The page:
The Law of The Sinister-Numen

Honour, according to and as defined by the sinister-numen, is a specific code of personal behaviour and conduct, and the practical means whereby we can live in an evolved way, consistent with the sinister perspective, and aims, of our Sinister Way. Thus, personal honour is how we can change, and control, ourselves.
Honour not only defines our personal behaviour, and imposes upon us certain duties and obligations, but it also defines us, as individuals – that is, it is an essential part of our identity, as individuals who live by the Law of the Sinister-Numen, and it distinguishes us from the mundanes, from all those who are not-of-us, who do not belong to our kind. Honour is what binds our tribes; what makes our tribes, what makes and what marks our new way of living.
For us, our honour is more important than our own lives, and it is this willingness to live and if necessary die for and because of our honour that makes us strong, fearsome, and enables us to live life on a higher level than any mundane. For it is through honour – through our fearlessness, our scorn of our mortal death – that we come to exult in Life itself.
Our honour means we are fiercely loyal to our own kind – to those who, like us, live by honour and our prepared to die for their honour. Our honour means we are wary of, and do not trust – and often despise – all those who are not like us, who are not of our own fearsome dark warrior kind.
Our honourable duty – as individuals who live by the Law of the Sinister-Numen – is to be ready, willing, and able to defend ourselves, in any situation, and to be prepared to use lethal force to so defend ourselves.
Our honourable duty – as individuals who live by the Law of the Sinister-Numen – is to be loyal to, and to defend, our own kind: to do our duty, even unto death, to those to whom we have sworn a personal oath of loyalty.
Our obligation – as individuals who live by the Law of the Sinister-Numen – is to seek revenge, if necessary unto death, against anyone who acts dishonourably toward us, or who acts dishonourably toward those to whom we have sworn a personal oath of loyalty.
Our obligation – as individuals who live by the Law of the Sinister-Numen – is to never willingly submit to any mundane; to die fighting rather than surrender to them; to die rather than allow ourselves to be dishonourably humiliated by them.
Our obligation – as individuals who live by the Law of the Sinister-Numen – is to never trust any oath or any pledge of loyalty given, or any promise made, by any mundane, and to be wary of them at all times.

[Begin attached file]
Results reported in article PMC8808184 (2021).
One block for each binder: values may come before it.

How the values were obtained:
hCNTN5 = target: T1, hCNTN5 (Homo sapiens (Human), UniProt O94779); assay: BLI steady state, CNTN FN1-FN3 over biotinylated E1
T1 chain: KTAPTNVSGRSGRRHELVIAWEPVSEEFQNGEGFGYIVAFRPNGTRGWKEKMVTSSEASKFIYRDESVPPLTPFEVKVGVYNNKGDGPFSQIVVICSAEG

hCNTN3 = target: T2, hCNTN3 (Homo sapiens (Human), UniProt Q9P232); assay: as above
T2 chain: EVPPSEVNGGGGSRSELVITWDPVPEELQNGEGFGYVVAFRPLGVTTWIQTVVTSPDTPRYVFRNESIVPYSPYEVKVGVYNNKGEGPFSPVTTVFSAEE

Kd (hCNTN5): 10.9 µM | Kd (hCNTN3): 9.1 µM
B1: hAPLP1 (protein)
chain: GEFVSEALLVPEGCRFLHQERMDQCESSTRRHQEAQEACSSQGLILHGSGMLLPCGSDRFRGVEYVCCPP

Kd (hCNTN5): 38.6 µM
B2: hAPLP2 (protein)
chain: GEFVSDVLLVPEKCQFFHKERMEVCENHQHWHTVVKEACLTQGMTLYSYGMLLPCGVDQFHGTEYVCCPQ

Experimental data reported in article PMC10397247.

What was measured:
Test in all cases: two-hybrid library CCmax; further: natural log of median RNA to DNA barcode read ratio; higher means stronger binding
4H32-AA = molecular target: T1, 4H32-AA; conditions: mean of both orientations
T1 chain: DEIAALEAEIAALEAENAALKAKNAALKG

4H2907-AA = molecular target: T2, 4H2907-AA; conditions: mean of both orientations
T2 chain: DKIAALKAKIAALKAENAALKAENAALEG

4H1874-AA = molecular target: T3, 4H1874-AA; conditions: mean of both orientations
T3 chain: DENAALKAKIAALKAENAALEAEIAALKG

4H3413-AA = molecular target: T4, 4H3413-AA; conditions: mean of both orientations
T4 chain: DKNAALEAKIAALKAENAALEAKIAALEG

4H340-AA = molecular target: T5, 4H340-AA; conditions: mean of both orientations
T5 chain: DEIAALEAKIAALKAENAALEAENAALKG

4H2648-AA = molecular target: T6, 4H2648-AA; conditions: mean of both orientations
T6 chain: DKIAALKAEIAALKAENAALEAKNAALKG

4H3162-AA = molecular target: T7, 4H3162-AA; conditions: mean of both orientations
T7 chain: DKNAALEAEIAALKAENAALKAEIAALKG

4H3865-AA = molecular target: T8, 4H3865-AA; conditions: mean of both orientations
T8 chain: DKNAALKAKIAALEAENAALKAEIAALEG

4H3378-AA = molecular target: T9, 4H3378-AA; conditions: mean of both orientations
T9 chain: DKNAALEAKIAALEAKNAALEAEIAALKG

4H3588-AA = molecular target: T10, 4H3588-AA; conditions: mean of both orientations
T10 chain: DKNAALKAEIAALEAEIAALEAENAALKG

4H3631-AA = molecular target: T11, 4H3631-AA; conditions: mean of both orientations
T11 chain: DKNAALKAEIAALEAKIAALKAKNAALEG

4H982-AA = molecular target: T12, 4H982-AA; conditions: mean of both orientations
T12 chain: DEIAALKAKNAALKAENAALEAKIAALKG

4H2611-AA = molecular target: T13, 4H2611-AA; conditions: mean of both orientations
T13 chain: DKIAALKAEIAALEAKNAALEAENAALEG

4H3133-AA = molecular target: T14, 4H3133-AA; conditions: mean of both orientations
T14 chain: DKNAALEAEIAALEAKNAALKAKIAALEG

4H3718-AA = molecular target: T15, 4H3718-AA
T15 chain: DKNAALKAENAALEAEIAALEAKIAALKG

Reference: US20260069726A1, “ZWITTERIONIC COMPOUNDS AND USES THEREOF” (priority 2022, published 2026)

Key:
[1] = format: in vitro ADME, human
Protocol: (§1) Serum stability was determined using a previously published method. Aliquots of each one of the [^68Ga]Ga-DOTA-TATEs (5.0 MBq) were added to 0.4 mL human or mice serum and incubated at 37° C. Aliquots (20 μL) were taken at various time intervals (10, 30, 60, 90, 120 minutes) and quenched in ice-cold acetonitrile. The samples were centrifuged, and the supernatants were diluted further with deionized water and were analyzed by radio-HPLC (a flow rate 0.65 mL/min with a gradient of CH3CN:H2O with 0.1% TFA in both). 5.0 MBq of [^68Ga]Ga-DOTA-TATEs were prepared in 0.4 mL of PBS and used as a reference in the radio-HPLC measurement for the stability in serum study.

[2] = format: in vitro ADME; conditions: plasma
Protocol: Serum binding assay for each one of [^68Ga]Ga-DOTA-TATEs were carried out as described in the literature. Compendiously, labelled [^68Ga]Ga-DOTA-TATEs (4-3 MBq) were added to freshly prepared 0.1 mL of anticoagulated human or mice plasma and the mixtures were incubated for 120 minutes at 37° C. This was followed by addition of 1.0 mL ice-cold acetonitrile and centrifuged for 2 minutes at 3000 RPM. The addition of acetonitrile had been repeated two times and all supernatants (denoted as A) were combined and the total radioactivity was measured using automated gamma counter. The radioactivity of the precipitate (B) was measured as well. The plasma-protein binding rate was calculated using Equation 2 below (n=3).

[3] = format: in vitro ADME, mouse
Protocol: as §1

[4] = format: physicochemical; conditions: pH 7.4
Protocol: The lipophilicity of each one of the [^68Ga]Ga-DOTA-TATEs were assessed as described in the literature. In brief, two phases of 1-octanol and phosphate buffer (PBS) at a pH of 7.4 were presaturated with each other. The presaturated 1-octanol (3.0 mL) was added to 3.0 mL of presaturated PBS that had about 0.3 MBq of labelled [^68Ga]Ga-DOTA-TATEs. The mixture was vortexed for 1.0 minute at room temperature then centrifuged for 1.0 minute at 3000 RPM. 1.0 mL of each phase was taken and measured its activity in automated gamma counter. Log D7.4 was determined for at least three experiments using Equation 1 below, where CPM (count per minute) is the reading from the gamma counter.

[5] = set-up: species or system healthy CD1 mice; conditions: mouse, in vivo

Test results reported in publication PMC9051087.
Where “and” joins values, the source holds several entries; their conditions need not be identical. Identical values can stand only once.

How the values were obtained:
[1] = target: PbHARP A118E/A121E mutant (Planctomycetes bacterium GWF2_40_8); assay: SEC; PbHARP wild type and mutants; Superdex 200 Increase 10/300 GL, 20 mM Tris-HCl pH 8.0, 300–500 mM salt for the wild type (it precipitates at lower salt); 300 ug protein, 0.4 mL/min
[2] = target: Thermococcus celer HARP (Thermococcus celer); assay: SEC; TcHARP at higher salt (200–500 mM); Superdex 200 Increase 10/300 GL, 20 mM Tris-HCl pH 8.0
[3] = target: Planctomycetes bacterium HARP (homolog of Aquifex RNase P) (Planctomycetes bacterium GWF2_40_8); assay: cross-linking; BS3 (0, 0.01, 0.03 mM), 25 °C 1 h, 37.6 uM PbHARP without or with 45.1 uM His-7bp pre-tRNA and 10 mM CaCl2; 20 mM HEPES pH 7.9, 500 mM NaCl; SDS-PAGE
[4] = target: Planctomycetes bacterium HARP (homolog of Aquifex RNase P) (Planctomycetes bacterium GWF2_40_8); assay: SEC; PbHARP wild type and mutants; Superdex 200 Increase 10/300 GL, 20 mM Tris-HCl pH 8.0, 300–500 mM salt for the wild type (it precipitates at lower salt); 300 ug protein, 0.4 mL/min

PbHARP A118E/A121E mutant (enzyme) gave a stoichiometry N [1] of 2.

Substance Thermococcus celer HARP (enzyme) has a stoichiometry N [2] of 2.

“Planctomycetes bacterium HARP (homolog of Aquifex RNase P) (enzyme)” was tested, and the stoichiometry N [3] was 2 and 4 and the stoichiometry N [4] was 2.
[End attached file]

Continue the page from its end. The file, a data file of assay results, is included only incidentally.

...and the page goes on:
Our honourable duty – as individuals who live by the Law of the Sinister-Numen – is to settle our serious disputes, among ourselves, by either trial by combat, or by a duel involving deadly weapons; and to challenge to a duel anyone – mundane, or one of our own kind – who impugns our honour or who makes dishonourable accusations against us.
Our honourable duty – as individuals who live by the Law of the Sinister-Numen – is to settle our non-serious disputes, among ourselves, by having a man or woman of honour from among us, who is highly esteemed because of their honour and known for their honourable deeds, arbitrate and decide the matter for us, and to honourably accept without question, and to abide by, their decision.
Our honourable duty – as individuals who live by the Law of the Sinister-Numen – is to always keep our word, once we have given our word on our honour, for to break one’s word is a dishonourable, cowardly, and mundane, act.
Our honourable duty – as individuals who live by the Law of the Sinister-Numen – is to act honourably in all our dealings with our own honourable kind; to strive to be fair, and courteous, with those of our own kind.
Our obligation – as individuals who live by the Law of the Sinister-Numen – is to marry only those from our own kind, who thus, like us, live by honour and are prepared to die to save their honour.
Our honourable, our Dreccian, duty – as Dreccian individuals who live by the Law of the Sinister-Numen – means that an oath of loyalty or allegiance, once sworn by a man or woman of honour (“I swear by my honour that I shall…”) can only be ended either: (1) by the man or woman of honour formally asking the person to whom the oath was sworn to release them from that oath, and that person agreeing so to release them; or (2) by the death of the person to whom the oath was sworn. Anything else is dishonourable, and the act of a mundane.

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